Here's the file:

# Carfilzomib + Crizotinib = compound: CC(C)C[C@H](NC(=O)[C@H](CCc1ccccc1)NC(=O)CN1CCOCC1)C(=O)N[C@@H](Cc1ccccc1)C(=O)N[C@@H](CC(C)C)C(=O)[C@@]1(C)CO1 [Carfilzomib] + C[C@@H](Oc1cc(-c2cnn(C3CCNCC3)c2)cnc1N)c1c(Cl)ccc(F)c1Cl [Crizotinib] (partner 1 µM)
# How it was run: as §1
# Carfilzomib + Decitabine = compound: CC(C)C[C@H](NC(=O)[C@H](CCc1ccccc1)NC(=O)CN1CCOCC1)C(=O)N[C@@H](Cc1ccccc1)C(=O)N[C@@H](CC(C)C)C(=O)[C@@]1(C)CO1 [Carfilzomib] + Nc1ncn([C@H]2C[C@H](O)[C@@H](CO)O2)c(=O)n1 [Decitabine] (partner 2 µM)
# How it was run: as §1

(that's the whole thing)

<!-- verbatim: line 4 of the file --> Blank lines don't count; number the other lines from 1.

# How it was run: as §1